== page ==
David Lupberger has been in the remodeling industry for more than 20 years and is author of “Managing the Emotional Homeowner,” “The Remodelers Turnkey Program,” and “The Home Asset Management Plan.” You can reach him at david@davidlupberger.com, or at 303.442.3702.

The Revenue is in the Relationship

As long as the phone rings, they stay busy. But if the phone stops ringing, they would be back to 2008, wondering where the next job was coming from.

August 06, 2014
David Lupberger

The market has come back. After four slow years from 2008 to 2012, the remodeling market is rebounding. The biggest issue remodelers now encounter is finding good help to respond to all the work they have coming in. The phone is ringing again, but we don’t know for how long.

When I speak with remodelers about this, they tell me that they have work until July or August, and then I ask what happens after that. The answer is usually “I don’t know.” That’s not the correct answer.

Look, because the phone is ringing again may be good news in itself, but most remodelers agree that a major economic event could disrupt this market rebound and drag consumer confidence back down to 2008 levels.

We don’t control the economy 

A market downturn or terrorist attack could send this economy into another tailspin, undermining a recovering real estate market. If something of that nature occurs, the phone could stop ringing. With that understanding, we can’t do what we have always done. Remodelers who are busy again are doing what they have always done. As long as the phone rings, they stay busy. But if the phone stops ringing, they would be back to 2008, wondering where the next job was coming from.

We need to change that project-driven business model. Every contractor I know is always looking for their next job; and to promote that job, they post job signs, do neighborhood mailings, have truck signage, and may have some form of targeted marketing. Then they cross their fingers and hope the phone rings. Business as usual.

Let’s change this paradigm. Let’s move from this reactive (they call--we come) project-driven business model, to a proactive, relationship-based (we call--we come) business model. Let me explain what I mean. The revenue is in the relationship. Managing relationships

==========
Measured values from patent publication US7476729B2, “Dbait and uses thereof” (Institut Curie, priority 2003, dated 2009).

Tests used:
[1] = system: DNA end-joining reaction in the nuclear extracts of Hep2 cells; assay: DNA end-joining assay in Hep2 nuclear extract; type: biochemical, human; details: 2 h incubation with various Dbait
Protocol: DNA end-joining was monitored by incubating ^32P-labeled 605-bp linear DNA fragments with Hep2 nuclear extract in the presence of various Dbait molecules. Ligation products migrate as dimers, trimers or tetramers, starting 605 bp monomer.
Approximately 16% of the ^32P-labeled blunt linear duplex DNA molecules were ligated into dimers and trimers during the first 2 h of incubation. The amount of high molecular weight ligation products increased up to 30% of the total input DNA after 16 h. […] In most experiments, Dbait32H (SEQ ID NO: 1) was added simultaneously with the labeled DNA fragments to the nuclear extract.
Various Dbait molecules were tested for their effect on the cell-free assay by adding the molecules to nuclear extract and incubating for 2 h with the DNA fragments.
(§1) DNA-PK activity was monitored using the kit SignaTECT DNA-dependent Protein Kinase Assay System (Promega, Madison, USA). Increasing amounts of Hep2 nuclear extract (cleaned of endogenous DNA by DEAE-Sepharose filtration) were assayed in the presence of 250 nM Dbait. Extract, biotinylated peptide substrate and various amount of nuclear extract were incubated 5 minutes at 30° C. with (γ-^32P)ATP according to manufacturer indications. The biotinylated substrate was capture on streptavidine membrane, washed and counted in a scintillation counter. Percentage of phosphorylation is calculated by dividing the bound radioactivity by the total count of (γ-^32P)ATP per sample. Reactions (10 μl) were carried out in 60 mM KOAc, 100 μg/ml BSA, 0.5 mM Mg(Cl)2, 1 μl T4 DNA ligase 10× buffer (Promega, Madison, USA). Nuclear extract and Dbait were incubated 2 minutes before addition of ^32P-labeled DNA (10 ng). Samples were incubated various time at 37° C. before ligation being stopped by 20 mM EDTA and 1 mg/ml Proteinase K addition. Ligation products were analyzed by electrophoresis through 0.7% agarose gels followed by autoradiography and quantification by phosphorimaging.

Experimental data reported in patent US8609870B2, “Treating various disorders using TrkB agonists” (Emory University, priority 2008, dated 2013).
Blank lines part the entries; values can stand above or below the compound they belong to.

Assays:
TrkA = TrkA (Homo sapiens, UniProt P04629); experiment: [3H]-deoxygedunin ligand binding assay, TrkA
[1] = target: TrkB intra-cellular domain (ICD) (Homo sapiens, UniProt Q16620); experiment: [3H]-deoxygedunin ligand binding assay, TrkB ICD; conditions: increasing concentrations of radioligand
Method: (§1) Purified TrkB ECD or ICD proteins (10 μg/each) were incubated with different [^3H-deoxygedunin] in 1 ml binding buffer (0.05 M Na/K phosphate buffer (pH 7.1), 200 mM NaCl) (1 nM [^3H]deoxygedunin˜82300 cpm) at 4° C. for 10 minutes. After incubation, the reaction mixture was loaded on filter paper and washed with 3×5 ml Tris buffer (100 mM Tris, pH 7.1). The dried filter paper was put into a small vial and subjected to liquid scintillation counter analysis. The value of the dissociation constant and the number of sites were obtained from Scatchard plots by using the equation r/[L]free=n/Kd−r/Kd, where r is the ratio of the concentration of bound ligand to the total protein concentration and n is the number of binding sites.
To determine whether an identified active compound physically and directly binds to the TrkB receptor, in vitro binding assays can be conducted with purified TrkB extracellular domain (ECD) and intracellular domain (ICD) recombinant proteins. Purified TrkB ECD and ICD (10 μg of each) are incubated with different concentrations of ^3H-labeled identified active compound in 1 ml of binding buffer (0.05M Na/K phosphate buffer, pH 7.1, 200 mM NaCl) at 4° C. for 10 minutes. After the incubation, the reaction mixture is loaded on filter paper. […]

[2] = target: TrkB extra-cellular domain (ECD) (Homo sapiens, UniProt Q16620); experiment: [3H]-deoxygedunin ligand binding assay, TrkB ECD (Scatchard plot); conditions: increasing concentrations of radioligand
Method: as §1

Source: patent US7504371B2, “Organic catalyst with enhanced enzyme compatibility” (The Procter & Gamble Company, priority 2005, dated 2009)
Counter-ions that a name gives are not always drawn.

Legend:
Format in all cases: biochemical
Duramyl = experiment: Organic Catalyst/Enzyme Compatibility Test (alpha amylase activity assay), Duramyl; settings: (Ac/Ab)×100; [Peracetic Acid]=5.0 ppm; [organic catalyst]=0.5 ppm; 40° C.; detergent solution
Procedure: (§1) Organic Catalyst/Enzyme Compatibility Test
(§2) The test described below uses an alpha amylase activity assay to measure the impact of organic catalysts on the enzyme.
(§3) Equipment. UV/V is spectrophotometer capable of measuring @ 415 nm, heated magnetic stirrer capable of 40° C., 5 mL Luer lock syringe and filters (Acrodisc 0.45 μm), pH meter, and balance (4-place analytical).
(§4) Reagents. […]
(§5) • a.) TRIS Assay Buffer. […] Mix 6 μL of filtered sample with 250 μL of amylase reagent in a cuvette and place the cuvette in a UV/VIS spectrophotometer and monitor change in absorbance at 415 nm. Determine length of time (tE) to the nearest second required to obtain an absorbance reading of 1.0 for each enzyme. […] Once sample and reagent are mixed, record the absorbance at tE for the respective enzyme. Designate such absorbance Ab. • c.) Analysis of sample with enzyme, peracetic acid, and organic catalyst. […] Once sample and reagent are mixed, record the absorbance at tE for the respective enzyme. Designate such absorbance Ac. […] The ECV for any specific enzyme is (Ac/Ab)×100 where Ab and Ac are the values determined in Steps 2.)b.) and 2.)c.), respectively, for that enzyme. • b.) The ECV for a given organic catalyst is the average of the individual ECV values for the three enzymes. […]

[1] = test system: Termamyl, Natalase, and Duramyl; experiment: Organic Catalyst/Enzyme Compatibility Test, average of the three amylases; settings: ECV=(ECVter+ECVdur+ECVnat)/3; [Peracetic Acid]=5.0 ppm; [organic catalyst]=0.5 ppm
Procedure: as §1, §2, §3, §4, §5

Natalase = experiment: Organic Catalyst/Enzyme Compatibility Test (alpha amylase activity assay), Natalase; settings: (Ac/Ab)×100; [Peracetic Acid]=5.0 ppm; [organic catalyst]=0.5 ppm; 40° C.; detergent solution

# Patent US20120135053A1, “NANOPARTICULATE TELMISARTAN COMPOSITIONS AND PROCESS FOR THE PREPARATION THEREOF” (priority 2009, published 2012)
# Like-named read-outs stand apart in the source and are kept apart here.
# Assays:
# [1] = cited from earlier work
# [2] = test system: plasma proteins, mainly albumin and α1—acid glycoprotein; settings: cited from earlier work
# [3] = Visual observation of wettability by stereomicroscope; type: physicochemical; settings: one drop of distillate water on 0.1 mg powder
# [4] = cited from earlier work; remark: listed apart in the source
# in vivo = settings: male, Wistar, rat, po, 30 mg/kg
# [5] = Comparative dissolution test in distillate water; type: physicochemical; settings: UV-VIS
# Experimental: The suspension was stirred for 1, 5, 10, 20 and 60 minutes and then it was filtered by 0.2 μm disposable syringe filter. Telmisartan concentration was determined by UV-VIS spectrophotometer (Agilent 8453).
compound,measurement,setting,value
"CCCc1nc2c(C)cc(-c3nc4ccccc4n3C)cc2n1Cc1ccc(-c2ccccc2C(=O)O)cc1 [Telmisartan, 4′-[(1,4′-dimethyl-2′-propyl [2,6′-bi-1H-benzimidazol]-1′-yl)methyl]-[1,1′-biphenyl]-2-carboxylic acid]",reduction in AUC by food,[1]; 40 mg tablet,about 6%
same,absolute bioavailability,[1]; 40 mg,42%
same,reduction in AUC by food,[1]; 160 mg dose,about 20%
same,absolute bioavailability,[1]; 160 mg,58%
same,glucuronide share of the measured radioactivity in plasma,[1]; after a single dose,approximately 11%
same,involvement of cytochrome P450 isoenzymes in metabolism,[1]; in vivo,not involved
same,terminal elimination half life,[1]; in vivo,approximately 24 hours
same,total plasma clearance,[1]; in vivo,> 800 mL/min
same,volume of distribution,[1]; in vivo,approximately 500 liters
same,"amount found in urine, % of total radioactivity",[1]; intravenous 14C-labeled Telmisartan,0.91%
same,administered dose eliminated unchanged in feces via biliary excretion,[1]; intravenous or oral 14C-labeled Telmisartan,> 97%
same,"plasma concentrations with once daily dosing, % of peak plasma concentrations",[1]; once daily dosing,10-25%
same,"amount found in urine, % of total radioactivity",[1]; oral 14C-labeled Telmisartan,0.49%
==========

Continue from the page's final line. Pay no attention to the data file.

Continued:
In most projects, especially those that involve design, we build a strong relationship with the clients we work with. We assist them with taking abstract, conceptual dreams, and we assist them with putting those dreams into a design and budget. During this process, we get to know our clients very well; we get to meet and know their kids, as well as the family dog or cat. Special relationships grow from working together, and no other serviceperson the homeowner works with shares the bonding experience that comes as a result of a remodeling project.

Manage these relationships! When any job ends, your relationship is just beginning. If you have completed some kind of remodeling project or addition, you know more about that house than anyone else. Go back each year and offer a whole-house evaluation to all your past clients. They already do this with their doctor and dentist, so offer them an annual check-up for their home.

Create a list of recommendations:

  • Suggested repair/service items
  • Replacement schedules for the hot water heater, roof, siding, etc.
  • Suggest an energy audit if their monthly heating and cooling bills exceed $250 per month
  • If the clients are planning to stay in their home, which additional improvements would they love to make

As this issue of Professional Remodeler is focused on home energy concerns, suggest a home energy audit, and then help them understand the results of the audit. According to the Residential Energy Consumption Survey, 96 percent of homes in the U.S. have never had an energy audit; so partner with a home energy auditor to implement an energy audit and then assist the homeowners with creating an action plan for their home.

An energy audit contains numerous recommendations. Prioritize these recommendations based on return on investment and assist the homeowner with implementing an action plan. Find that serviceperson to complete required air-sealing on exterior walls and ceiling. Refer them to a competent HVAC contractor who can assist them with a more efficient furnace. When outdated windows need replaced (if the homeowners is planning to stay in the home), partner with a good window replacement company to review the best options and cost. Finally, make sure that your clients take advantage of available tax credits for energy-efficient upgrades.

Because of your expertise, these are the areas where you can support your clients. Be their home advocate and guide them to competent trade contractors and suppliers. Revenue follows the relationship. Manage this relationship, and work will follow. As their home advocate and adviser, you can be working with this client every year, regardless of the economy. PR

 

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